Viking RescYou Pro
Most life rafts may inflate upside down and need to be righted. The unique canopy shape of Viking’s RescYou Pro rolls the raft upright no matter how it inflates. Courtesy The Manufacturer

To head off potential problems between inspections, Haskell suggests storing rafts inside during winter layup and finding a mounting location where it won’t be baked by direct summer sun. Bohne suggests periodically opening the Velcro of valise storage containers to look for signs of water in the vacuum bag or tipping fiberglass raft canisters on their sides to see if water comes out of canister seams. “If you’re holding water inside that vacuum bag and you wait three years [for inspection], that raft is ruined.” Bohne says. He also worries about flashlight batteries and repair kit glue. “Having those items in your ditch bag becomes much more important.”

Features like boarding ramps rather than web ladders add to raft cost but are important considerations. “If you can’t get into a life raft, it does you no good,” Bohne says, pointing out that raft freeboard may be 24 inches high. He says there is no substitute for seeing equipment while contemplating which features fit individual cruiser’s needs and scrutinizing differences between manufacturers in raft and survival gear quality.

“You wouldn’t buy a boat without looking at it. Why would you buy a life raft without seeing it first?”

Sometimes Bohne sells less raft than a customer originally intended. Other times the opposite is true. “When you’re 500 miles away from anything, you have to be self-sufficient,” Bohne says. “If you don’t have the budget, let’s find you a used raft or find some other way. I try to make sure they walk out the door with the raft they need.”

To head off potential problems between inspections, experts suggest storing rafts inside during winter layup and finding a mounting location where it won’t be baked by direct summer sun. Courtesy The Manufacturer

Raft Choices $1,000 to $2,500: Not quite life rafts, rescue platforms or compact rafts are a recent trend intended simply to get survivors above the water. Canopies are options, but all have rudimentary ballast systems. With no equipment, an EPIRB and a basic ditch bag are critical.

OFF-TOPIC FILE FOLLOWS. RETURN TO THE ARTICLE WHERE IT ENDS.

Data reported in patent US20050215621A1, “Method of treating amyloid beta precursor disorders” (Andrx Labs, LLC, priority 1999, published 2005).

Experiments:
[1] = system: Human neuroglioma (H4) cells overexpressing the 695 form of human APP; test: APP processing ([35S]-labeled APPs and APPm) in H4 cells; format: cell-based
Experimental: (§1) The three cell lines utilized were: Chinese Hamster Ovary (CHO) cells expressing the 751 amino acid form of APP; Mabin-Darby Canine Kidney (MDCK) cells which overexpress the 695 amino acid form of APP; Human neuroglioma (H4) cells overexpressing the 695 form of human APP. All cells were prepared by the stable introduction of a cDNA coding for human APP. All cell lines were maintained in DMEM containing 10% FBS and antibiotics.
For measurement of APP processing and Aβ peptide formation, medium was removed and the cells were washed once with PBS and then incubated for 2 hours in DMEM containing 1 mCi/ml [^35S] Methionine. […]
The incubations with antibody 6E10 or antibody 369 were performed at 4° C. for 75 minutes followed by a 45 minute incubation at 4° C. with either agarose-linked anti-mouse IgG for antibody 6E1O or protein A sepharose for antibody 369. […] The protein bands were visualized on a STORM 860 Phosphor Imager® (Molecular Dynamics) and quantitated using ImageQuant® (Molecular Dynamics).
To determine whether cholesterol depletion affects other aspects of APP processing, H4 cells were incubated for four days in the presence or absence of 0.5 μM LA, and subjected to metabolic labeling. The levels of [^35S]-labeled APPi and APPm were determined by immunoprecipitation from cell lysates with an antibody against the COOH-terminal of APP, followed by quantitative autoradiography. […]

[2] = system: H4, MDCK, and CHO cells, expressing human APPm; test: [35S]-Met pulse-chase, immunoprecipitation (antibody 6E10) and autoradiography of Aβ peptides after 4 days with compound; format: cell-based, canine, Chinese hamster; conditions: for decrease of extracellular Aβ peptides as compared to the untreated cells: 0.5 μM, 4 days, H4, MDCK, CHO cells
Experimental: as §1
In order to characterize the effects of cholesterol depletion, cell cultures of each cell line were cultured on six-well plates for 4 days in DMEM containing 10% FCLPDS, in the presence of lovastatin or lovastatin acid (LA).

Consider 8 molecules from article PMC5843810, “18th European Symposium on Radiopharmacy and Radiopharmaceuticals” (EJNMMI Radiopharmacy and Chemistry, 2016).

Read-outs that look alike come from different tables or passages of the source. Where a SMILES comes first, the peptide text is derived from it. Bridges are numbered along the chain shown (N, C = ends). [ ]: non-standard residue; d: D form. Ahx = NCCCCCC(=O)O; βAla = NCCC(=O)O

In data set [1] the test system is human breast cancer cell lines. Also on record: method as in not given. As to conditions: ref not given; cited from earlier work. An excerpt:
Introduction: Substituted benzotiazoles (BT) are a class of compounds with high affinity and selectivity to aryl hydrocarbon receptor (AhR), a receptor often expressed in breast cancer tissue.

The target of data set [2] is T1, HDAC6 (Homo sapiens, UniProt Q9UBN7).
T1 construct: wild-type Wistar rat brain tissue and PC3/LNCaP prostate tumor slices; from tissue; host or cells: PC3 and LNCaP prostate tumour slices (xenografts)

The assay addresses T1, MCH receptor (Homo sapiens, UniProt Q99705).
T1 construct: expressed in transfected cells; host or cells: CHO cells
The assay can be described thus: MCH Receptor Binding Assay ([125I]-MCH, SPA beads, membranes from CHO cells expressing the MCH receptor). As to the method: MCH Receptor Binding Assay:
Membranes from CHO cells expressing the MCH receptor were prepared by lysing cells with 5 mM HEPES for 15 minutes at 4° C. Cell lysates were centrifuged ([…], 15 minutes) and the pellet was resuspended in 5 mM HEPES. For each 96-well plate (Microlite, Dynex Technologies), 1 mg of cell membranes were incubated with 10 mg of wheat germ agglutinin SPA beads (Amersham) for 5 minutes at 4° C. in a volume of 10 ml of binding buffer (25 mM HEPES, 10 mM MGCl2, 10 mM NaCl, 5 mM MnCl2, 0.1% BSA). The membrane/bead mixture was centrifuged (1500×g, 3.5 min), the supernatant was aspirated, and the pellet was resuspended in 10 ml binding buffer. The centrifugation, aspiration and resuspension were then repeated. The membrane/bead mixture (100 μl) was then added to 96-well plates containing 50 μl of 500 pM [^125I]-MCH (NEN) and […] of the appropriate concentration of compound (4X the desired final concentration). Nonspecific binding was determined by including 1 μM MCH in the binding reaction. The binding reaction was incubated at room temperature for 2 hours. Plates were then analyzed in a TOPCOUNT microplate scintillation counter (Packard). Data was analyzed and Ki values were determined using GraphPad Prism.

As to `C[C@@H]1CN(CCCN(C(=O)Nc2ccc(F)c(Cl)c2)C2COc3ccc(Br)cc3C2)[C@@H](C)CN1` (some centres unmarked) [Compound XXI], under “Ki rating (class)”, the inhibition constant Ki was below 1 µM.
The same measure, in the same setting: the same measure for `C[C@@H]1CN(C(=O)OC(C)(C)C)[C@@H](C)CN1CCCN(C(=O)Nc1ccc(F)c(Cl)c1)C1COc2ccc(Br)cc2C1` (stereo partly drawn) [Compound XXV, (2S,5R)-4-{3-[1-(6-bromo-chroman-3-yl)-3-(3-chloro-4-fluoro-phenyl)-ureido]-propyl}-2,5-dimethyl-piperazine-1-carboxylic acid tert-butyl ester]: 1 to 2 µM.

$1,700 to $6,000: Coastal life rafts offer a safe haven when quick rescue is expected. Typically with just one floatation tube and small ballast bags, they aren’t intended for rough water. Most have self-deploying canopies and all have basic signaling and survival equipment.

$2,800 to $10,000: Offshore rafts offer better ballast systems — Switlik and Givens are considered the best. All offshore rafts ride on two inflated tubes for higher freeboard and redundant flotation, which also helps in rough water. They include more survival gear than coastal rafts.

Options that increase the price of both coastal and offshore rafts include inflatable or insulated floors to prevent hypothermia in chilly water and boarding ramps instead of web ladders, a definite consideration for all but the most physically fit.

Weather or Not?

While 406 MHz EPIRBs quickly notify rescuers of distress, weather may hinder rescue, and nasty weather doesn’t require extended ocean passages. In 1980, a tropical wave near Africa on Aug. 1 became fast-moving Hurricane Allen on Aug. 2 and intensified to Category 5 strength south of Puerto Rico by Aug. 4. Caught unexpectedly near Jamaica, the crew of the 48-foot Island Princess took to their Givens raft (shown to left) in 190 mph winds and 35-foot seas, miraculously never capsizing even right through the eye of then the most powerful Atlantic hurricane on record. A coastal or lesser offshore raft wouldn’t have faired as well. Consider too that stability and warmth come from filling a raft near its rated capacity, so don’t buy too large a raft for offshore voyages.

The U.S. Coast Guard is asking all boat owners and operators to help reduce fatalities, injuries, property damage, and associated healthcare costs related to recreational boating accidents by taking personal responsibility for their own safety and the safety of their passengers. Essential steps include: wearing a life jacket at all times and requiring passengers to do the same; never boating under the influence (BUI); successfully completing a boating safety course; and getting a Vessel Safety Check (VSC) annually from local U.S. Coast Guard Auxiliary, United States Power Squadrons(r), or your state boating agency’s Vessel Examiners. The U.S. Coast Guard reminds all boaters to “Boat Responsibly!” For more tips on boating safety, visit